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Wits end. Please help.

Posted by on Jan. 16, 2018 at 1:52 PM
  • 2 Replies
My delayed almost 3 year old doesn't have many words. He's delayed cognitively, and in speech. He seems about a year or more younger than he really is. Since he can't talk, it's obviously hard to understand what he wants/needs. He seems to understand me well. If he doesn't like what I have to say he tells me no. He tells me no so often I'm really starting to get angry. For example: he just asked for chocolate milk by saying "hot cocoa". I said later, he said No! And threw a ball at me. Basically, anything I need him to do, his response is a dirty look and the word no. How do I get him to stop telling me no. I can spank his butt, tell him to talk nice, be kind, don't tell me no, tap his mouth, time outs, rewards, take away toys... he cries but will continue to tell me no seconds later. He is my 4th child and a level of stubborn I've never seen. I have worked in childcare for many years and have a teaching degree. I just can't handle this level of disrespect even from a toddler. This has been going on for a year now and it needs to stop. Please help.
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by on Jan. 16, 2018 at 1:52 PM
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tigerlil97
by Member on Jan. 18, 2018 at 10:37 PM
The whole "no" phase is almost always a toddler trying to have some control over their own life when grown ups have all the power. Try to give him as many choices throughout the day as possible, but you get to set the choice up. For example, "we're all getting dressed! Do you want to pick the red shirt or the blue shirt today? Which will you choose?" and, "oh, great! Eggs and toast for breakfast! Do you want butter on your toast? Do you want me to cut it up for you?" Make a big deal validating the choices he makes. "Nice choice! I looked the blue one too." Usually if they get to make a bunch of choices they feel like they have a little bit of control of their own life, and they don't fight you quite so hard during those times when there is no choice.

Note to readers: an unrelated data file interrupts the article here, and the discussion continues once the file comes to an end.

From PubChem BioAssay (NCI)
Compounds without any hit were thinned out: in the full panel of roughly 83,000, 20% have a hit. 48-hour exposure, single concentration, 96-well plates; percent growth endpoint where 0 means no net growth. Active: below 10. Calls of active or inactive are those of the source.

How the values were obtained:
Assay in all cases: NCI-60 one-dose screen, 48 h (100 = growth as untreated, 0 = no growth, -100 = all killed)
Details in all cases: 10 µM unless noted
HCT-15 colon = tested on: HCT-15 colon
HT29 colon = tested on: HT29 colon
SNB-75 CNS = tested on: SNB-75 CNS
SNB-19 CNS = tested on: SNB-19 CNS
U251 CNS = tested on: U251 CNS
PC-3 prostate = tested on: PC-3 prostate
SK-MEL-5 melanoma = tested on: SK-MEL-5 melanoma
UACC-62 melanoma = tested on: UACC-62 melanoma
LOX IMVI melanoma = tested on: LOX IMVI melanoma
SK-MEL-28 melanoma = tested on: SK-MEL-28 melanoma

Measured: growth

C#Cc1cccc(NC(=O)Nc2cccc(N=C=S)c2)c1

Also, has he hit the age yet where some of the "no" is about wanting to do it for himself? I use the 1, 2, 3 magic all the time with my kids. I try to lift them into the car seat, it's"no" because he wants to climb up by himself. But then he's wandering all around the car instead of getting in. So, "okay hon. I'm going to count to three. If you don't get in the car by the time I count to three, I am going to move your body for you." Count slowly to give them a chance. If they don't do it, follow through on whatever you said you were going to do. The first couple times they cry, but then they get the picture. At this age (my twins are 2.5) I'm using it about 5 times a day!

Anyway, good luck and hang in there. You will make it through!
Fredrica2
by on Jan. 20, 2018 at 12:05 PM

I think giving him choices is a wonderful strategy. It must be very frustrating to have him respond with "no" consistently. I also think that providing verbal praise would be reinforcing for him when he gives an appropriate response.I do wonder if there is a possible speech delay and if "no" is one of the only words that he is able to say. That would be something that I would want to rule out and monitor. If you suspect that there is a speech delay, you want to consider having him evaluated by a speech-language pathologist.

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